Reviewers suffer from their own version of precision-madness. When ranking proposals, panellists are making conjectures: which of these projects, given enough time, will contribute most to society? But the path from initial funding to wider social impact is poorly understood, and can take 30 to 50 years to unfold. It’s ludicrous to think that you can specify, down to multiple spaces after the decimal point, the ideas that are most likely to succeed. This obsession with ranking means that we also demand excessive amounts of information from applicants, and waste a colossal amount of their time. In Australia, during a recent annual funding round for medical research, scientists spent the equivalent of 400 years writing applications that were eventually rejected.
Finally, ‘expert reviewers’ are not fungible commodities. One reviewer is not the same as another, and their judgements tend to be highly personal. Of the nearly 3,000 medical research proposals submitted for public funding in Australia in 2009, nearly half would have received the opposite decision if the review panel had been different, according to one notable study. As a result, the process isn’t just ineffective – it’s systematically biased. There’s evidence that women and minorities have lower chances of securing grants than people who are male or white, respectively.
Fortunately, there’s a simple solution to many of these problems. We should tell the experts to stop trying to pick the best research. Instead, they should focus on filtering out the worst ideas, and admit the rest to a lottery. That way, we can make do with shorter proposals, because the decision to accept or reject a ticket to a random draw requires less information – and highly specific proposals are unrealistic anyway. So instead of asking reviewers to make unreasonable predictions, they can turn their minds to weeding out cranks and frauds. Bias will still occur in the filtering stage, of course, but many more proposals will make it through to a lottery, which is inherently unbiased. The New Zealand Health Research Council is experimenting with such a programme, although with funding extended only to about four researchers per year, their sample size is too small to convince larger funders.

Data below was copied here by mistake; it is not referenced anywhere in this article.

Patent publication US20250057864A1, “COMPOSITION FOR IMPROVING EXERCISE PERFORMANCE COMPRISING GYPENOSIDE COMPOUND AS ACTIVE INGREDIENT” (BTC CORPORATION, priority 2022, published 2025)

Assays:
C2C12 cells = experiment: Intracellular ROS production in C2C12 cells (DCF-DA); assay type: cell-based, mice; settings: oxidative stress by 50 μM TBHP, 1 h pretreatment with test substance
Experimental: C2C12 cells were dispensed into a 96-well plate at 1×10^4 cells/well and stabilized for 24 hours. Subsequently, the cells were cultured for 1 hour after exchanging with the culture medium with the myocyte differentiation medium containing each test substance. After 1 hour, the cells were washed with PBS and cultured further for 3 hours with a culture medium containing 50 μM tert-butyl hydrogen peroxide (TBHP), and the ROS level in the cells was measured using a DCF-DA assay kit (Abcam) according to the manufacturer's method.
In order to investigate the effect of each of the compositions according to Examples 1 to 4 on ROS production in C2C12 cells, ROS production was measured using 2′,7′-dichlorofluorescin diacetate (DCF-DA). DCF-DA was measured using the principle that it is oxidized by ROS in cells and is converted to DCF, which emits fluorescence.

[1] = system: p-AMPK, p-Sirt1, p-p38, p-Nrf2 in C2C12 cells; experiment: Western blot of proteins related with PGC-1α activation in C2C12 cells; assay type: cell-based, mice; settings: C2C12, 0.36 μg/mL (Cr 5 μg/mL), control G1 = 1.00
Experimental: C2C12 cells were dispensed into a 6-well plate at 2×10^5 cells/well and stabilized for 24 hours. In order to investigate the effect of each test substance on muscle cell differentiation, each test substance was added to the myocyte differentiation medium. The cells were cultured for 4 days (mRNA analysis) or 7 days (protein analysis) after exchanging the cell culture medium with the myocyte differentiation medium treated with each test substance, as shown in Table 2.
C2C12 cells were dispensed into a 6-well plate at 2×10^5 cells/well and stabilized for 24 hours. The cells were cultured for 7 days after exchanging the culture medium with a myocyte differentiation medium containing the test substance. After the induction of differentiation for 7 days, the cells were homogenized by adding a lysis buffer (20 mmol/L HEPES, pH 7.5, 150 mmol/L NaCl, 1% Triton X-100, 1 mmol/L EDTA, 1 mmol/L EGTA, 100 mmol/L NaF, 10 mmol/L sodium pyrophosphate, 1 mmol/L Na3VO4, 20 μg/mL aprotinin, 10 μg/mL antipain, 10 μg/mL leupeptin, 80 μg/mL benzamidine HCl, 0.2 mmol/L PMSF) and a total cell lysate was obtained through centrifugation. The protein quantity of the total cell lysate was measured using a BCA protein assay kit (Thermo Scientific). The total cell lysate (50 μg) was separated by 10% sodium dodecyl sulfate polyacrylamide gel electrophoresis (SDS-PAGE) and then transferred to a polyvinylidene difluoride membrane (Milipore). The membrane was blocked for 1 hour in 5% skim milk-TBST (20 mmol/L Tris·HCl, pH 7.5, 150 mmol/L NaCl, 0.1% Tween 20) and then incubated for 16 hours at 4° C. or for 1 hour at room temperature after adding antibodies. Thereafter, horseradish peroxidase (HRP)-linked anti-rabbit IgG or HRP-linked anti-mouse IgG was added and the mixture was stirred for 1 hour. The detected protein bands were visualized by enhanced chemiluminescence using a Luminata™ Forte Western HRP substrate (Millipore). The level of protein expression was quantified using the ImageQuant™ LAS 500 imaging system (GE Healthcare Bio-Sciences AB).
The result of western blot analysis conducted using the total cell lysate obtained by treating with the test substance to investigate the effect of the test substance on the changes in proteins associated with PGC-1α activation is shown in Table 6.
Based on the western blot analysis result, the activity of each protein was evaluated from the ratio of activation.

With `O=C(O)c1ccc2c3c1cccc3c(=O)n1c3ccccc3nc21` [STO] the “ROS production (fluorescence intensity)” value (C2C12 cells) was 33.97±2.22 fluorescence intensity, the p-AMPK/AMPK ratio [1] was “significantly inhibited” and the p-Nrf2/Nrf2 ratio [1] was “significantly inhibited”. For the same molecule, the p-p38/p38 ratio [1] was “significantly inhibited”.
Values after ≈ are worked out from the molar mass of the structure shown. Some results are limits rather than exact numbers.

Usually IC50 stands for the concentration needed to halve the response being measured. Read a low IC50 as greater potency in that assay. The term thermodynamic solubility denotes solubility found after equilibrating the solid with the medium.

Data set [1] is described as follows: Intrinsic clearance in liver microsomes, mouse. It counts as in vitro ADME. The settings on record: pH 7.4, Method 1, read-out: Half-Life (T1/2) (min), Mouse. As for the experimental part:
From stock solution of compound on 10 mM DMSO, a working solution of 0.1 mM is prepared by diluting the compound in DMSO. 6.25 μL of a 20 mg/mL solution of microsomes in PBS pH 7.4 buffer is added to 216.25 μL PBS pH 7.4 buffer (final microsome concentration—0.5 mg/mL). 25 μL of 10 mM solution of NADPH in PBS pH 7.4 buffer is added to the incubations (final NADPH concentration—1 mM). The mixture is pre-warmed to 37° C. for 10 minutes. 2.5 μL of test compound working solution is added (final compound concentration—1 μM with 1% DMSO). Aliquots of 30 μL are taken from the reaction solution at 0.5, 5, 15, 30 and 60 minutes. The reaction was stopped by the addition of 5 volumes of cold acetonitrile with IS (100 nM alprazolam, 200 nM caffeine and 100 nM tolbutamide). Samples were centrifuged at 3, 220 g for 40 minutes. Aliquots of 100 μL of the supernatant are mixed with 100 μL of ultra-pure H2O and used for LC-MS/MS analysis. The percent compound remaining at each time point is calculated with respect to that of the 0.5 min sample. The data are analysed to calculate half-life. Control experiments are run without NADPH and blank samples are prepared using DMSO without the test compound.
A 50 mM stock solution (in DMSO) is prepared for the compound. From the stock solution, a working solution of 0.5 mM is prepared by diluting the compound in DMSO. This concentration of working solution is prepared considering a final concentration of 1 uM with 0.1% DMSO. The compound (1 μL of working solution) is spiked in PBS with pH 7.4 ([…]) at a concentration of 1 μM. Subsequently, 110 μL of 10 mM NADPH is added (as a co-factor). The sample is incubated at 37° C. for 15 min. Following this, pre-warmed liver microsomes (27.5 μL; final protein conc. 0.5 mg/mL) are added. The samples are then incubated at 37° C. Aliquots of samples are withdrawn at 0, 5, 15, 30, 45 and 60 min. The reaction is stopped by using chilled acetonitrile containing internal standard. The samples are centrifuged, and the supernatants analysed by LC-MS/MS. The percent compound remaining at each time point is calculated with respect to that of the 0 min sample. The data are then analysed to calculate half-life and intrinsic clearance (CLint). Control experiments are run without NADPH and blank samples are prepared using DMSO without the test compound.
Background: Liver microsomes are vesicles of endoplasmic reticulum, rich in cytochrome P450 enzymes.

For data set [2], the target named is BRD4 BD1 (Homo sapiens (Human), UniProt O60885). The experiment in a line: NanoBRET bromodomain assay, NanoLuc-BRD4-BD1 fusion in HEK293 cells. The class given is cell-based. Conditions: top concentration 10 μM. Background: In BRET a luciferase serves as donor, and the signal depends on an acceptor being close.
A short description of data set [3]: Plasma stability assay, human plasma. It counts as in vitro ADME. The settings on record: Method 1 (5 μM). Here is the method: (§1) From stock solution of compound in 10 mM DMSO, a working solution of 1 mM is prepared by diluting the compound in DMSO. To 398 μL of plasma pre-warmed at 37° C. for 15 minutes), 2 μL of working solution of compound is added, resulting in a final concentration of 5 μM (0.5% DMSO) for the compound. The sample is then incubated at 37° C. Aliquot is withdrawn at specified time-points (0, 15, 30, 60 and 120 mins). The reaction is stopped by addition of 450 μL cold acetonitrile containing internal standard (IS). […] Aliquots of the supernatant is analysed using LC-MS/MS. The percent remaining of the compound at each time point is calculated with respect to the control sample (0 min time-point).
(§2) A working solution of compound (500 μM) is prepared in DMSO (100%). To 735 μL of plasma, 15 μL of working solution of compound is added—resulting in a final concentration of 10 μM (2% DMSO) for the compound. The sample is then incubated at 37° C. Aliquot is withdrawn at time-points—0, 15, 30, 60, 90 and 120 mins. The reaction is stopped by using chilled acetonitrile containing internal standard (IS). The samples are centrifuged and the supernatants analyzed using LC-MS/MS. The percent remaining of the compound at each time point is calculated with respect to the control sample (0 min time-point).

A lottery might sound like an extreme, baby-and-bathwater kind of solution. Not all scientific enquiry takes decades to play out, and sometimes there’s genuine agreement that a certain strand of research is important and timely. But perhaps we could keep a small proportion of the grant money for ideas where there’s a consensus among the expert panellists. Then we pluck out the bad ones and throw everything else into a pot. The trick with this triage would be to keep the bulk of the funds for the higher-risk, randomly selected proposals. My own view isn’t settled – I’ve run computer simulations for both scenarios, and while each one comes out looking better than the current system, the comparison between them is inconclusive. Other experts who study science funding, and accept the need for a lottery, still disagree about the best model (appropriately enough). More experiments are needed.
The late Sir James Black, the Nobel prizewinning inventor of propranolol, said that the peer review system was the enemy of scientific creativity, and that his own work would have been impossible without Ahlquist’s theory. Scientific thinking can often lead to progress, but the institutions of science can also create a major regress. Let’s face it: getting a grant is a lottery anyway. We should at least make it official, so the whole process can be cheaper, fairer and more efficient.